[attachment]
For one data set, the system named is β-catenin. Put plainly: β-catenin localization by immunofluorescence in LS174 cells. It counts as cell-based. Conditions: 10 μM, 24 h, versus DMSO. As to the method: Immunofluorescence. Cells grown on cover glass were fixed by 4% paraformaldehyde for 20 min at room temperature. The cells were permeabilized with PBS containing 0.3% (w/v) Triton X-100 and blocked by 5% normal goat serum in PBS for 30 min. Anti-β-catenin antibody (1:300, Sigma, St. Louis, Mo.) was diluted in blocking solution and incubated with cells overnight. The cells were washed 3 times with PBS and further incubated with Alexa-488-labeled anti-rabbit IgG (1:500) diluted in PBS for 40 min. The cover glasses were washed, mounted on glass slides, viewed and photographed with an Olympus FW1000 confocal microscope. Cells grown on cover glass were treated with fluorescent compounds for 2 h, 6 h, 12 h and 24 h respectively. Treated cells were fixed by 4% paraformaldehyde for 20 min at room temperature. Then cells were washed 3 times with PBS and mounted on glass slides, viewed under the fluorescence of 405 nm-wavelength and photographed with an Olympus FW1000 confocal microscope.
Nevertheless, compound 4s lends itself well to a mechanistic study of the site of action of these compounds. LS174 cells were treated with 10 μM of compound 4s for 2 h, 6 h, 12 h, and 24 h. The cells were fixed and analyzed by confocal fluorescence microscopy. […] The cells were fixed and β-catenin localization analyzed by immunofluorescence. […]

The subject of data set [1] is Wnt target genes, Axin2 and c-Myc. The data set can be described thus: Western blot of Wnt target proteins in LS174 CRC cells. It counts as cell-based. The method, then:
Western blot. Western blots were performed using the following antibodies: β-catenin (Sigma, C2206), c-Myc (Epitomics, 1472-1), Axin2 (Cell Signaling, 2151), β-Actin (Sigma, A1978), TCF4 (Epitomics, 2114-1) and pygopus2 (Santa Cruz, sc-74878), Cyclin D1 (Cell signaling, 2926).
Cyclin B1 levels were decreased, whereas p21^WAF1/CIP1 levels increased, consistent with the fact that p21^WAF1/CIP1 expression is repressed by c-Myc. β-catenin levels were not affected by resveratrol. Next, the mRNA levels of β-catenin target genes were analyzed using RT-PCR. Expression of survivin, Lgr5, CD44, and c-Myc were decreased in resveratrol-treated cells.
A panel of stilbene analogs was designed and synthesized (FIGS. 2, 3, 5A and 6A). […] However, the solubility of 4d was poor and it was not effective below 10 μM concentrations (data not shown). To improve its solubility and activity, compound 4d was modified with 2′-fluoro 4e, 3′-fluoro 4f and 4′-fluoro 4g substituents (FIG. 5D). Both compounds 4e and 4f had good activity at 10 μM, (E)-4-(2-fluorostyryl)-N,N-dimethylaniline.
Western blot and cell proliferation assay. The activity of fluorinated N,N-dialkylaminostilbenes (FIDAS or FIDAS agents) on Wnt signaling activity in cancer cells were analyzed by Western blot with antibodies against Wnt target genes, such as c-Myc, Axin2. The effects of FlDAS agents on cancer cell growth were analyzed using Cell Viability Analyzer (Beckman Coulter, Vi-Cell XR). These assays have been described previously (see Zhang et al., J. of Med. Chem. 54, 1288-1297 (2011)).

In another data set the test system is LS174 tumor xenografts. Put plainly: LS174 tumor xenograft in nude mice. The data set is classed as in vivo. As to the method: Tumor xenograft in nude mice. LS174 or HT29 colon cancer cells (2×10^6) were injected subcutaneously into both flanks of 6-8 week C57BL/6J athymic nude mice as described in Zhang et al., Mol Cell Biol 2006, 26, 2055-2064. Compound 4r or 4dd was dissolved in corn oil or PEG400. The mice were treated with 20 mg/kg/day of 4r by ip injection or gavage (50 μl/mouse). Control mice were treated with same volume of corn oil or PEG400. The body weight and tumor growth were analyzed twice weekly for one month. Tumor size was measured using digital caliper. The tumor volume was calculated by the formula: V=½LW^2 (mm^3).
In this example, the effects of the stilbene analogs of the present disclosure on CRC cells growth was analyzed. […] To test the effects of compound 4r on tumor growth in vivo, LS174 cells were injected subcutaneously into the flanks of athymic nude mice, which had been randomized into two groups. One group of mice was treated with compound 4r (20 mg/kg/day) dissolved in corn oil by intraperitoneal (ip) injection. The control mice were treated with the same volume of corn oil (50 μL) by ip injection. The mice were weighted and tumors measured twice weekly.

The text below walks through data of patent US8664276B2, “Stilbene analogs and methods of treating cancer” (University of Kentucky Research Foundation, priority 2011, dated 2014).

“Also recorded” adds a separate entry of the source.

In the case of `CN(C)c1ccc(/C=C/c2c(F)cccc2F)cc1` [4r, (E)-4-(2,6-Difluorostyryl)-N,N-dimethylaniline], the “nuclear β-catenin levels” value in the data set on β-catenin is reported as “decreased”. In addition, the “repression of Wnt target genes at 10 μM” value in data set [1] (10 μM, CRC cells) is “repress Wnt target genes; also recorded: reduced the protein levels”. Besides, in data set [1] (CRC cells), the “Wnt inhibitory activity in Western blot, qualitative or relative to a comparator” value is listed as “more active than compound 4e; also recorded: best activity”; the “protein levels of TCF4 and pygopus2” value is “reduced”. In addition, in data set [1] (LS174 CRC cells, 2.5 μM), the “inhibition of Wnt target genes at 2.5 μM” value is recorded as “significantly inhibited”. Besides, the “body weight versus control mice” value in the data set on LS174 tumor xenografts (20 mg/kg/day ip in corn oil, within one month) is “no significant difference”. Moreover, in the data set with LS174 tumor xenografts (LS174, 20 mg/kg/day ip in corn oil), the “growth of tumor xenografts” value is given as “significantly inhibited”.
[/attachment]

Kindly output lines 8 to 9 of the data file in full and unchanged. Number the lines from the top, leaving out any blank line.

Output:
In another data set the test system is LS174 tumor xenografts. Put plainly: LS174 tumor xenograft in nude mice. The data set is classed as in vivo. As to the method: Tumor xenograft in nude mice. LS174 or HT29 colon cancer cells (2×10^6) were injected subcutaneously into both flanks of 6-8 week C57BL/6J athymic nude mice as described in Zhang et al., Mol Cell Biol 2006, 26, 2055-2064. Compound 4r or 4dd was dissolved in corn oil or PEG400. The mice were treated with 20 mg/kg/day of 4r by ip injection or gavage (50 μl/mouse). Control mice were treated with same volume of corn oil or PEG400. The body weight and tumor growth were analyzed twice weekly for one month. Tumor size was measured using digital caliper. The tumor volume was calculated by the formula: V=½LW^2 (mm^3).
In this example, the effects of the stilbene analogs of the present disclosure on CRC cells growth was analyzed. […] To test the effects of compound 4r on tumor growth in vivo, LS174 cells were injected subcutaneously into the flanks of athymic nude mice, which had been randomized into two groups. One group of mice was treated with compound 4r (20 mg/kg/day) dissolved in corn oil by intraperitoneal (ip) injection. The control mice were treated with the same volume of corn oil (50 μL) by ip injection. The mice were weighted and tumors measured twice weekly.